Having to do something you don’t want to do isn’t hard to imagine. We run into it almost every day.

It usually involves change, time, attitude and choice, but not necessarily in that order. There are some things we are faced with that bring out the two-year-old in us as we tantrum and say “no” both verbally and behaviorally. The doctor says we can’t eat sweets, so we buy a big bag of Snickers. The workplace says we can’t smoke, so we hatch all sorts of devious plans to do it anyway. We need to lose weight, so we skip anything that looks healthy or involves movement. It’s all a big fat NO!

None of this changes the fact we need to do something different, new, better, life-saving and helpful for ourselves.

So, as an exercise, choose something you need to do. Now, let’s ease into how to do it. There’s no need to go whole hog and overwhelm yourself with dramatic and over-ambitious ideas right off the bat. It works best to look at other times you’ve made a successful change. Recall how you did it and remember the reward that came with your effort. Once you remember something you’ve done, you know that you truly can make wise decisions and you can continue to make them. Chances are, if something has come to mind, you did something to make it happen. The good news is that you can do it again, even better, quicker, easier.

I recommend writing your answers to these few questions:

1. Did you plan for success or did it “just happen?”

2. What inspires you to make change? Or Who?

3. How can you keep your focus on achieving or doing something to bring about change?

4. What’s a reasonable time for this to happen? For example, don’t plan to write a book in a weekend, no matter what those programs advertise.

5. If you had to defer one part of your plan this week, how would you make sure you pick back up and stay on course next week?

6. Do you prefer working days at a time? An hour at a time? What time of day is better for you to devote to achieving your goal?

7. If you were to evaluate yourself, can you see any patterns you choose that either determine your success or determine your failure?

Your goals are unique to you and the way you choose to succeed at succeeding or succeed at failing are unique to you. These questions will help you look deeply into your patterns of behavior and pick the parts that are more likely to work for your success. You can determine what different choices you can apply this time, based on what you know about yourself, to enjoy the process and achieve a good outcome.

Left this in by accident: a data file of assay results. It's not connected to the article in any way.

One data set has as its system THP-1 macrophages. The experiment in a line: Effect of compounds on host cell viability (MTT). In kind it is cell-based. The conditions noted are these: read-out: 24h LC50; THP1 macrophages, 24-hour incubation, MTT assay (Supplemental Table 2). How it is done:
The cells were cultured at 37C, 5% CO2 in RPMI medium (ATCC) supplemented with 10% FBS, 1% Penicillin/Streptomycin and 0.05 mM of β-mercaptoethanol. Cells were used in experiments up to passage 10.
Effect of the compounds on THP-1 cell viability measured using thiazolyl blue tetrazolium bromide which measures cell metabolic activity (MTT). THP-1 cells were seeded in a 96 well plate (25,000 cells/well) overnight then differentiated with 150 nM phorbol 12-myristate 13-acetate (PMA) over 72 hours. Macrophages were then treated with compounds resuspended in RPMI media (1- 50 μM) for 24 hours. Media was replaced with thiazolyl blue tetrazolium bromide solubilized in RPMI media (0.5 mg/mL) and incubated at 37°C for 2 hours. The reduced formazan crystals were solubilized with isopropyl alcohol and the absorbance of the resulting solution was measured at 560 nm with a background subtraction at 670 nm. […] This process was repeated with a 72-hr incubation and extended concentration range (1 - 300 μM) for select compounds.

1. Create a plan for yourself. Write a daily plan that includes action steps. At the end of the week, you can see all the positive steps you’ve taken. If they are small steps, they are still positive. Don’t discount them. Look at your week. Were there days you reverted or wanted to revert back to “the way I’ve always done it?”

2. If there were times you felt yourself slipping back into old habits or resisting change, make a list of things you can do if this happens again.

For example, if your goal is to smoke one less cigarette a day and you didn’t achieve that goal, what could you do if that feeling comes up again (which it will!). Some people find counting or watching the clock for one minute, telling themselves, “I can enjoy not smoking for one more minute.”

You can always call for personal coaching around any transition or change goals.

Author's Bio: 

Dr. Patricia Brawley maintains a therapy and consulting practice and is a university professor. She has always been deeply interested in mind-body interaction, health psychology, creativity, consciousness and dreams. She is strongly influenced by mindfulness meditation practice, Buddhist philosophy, yoga, and humanistic values and beliefs.

Dr. Brawley is an independent scholar and researcher with an interest in phenomenological thought and methodology. She has presented professional papers at national and international conferences across the United States, Canada, Japan, Italy, Finland, and Russia.

She is a member of the American Psychological Association, the American Counseling Association, the International Association of Eating Disorders Professionals, American Mental Health Counselors Association, the Mississippi Licensed Professional Counselors Association, the Mississippi Counselors Association, the Mississippi Psychological Association and the International Human Science Research organization.

Dr. Brawley, a published author, enjoys writing and leading writing groups. She lives in McComb, Mississippi with her husband and three cats, Kwan Yin, Nightmare, and Goldilocks.